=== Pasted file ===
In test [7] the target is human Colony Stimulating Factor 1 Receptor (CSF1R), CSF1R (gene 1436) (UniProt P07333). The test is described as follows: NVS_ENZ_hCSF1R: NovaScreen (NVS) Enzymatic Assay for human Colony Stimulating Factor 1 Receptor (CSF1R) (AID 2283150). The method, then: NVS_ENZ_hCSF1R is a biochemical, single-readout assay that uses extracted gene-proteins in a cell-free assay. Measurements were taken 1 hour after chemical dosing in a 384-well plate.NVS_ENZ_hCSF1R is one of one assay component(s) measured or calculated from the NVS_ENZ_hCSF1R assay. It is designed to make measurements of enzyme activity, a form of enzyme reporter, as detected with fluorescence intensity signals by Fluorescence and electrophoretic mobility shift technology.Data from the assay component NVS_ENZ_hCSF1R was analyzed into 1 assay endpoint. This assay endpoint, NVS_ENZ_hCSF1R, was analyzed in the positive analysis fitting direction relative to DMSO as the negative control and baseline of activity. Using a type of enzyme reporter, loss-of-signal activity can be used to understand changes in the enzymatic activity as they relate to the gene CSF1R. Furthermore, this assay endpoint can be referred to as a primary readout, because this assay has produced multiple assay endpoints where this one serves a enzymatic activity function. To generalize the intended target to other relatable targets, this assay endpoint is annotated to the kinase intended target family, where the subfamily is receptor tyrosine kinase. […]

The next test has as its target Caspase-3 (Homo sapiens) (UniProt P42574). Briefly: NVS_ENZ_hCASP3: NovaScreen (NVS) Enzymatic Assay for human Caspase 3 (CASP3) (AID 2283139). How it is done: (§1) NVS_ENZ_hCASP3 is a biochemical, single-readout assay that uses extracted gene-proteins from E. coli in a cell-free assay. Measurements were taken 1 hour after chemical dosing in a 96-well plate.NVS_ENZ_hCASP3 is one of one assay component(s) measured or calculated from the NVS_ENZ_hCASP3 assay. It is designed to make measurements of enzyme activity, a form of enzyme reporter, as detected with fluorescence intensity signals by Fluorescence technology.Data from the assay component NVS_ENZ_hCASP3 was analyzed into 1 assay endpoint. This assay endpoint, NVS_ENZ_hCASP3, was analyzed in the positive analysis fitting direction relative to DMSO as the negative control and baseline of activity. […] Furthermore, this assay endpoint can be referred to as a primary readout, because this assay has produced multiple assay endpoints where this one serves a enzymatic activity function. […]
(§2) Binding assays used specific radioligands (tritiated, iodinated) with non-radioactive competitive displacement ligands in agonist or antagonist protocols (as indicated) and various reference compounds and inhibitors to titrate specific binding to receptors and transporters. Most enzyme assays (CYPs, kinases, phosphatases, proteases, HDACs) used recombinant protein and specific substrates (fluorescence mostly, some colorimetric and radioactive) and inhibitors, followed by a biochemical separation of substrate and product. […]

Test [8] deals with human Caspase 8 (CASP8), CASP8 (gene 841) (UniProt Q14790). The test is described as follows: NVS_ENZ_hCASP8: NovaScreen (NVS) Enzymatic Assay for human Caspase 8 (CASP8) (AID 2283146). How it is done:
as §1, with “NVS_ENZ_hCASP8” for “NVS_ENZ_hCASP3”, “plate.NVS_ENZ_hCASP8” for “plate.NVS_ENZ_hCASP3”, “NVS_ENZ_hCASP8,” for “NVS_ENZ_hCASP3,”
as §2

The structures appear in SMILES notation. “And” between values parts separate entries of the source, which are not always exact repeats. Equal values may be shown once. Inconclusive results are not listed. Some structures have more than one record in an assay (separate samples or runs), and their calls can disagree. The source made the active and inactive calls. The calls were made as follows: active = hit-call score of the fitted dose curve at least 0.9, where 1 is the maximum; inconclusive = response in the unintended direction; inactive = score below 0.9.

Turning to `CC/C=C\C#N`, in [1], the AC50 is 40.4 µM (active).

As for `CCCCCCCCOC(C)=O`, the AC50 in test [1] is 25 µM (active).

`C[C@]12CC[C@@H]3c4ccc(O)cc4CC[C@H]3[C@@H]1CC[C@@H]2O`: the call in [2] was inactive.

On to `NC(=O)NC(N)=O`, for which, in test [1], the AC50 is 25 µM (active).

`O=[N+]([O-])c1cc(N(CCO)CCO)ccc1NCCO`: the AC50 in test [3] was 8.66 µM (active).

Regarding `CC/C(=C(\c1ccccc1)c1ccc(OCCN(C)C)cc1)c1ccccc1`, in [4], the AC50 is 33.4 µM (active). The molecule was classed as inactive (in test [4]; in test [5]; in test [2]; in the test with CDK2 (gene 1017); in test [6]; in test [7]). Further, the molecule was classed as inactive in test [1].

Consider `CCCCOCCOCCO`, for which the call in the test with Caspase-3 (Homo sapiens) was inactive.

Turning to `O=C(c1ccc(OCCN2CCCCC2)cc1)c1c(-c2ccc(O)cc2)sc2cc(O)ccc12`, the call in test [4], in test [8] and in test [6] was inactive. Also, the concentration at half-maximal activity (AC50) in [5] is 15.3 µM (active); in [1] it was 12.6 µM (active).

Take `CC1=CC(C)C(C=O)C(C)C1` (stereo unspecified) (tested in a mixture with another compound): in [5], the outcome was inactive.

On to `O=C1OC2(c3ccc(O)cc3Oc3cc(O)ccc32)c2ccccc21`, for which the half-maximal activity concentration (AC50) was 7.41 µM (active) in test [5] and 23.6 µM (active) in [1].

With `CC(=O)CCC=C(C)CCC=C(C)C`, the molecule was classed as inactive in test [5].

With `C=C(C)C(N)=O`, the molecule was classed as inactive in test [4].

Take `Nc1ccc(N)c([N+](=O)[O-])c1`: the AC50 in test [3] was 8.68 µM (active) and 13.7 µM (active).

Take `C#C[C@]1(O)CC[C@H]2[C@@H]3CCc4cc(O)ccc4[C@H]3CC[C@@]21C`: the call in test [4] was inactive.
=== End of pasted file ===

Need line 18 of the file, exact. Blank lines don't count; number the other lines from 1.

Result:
With `CC(=O)CCC=C(C)CCC=C(C)C`, the molecule was classed as inactive in test [5].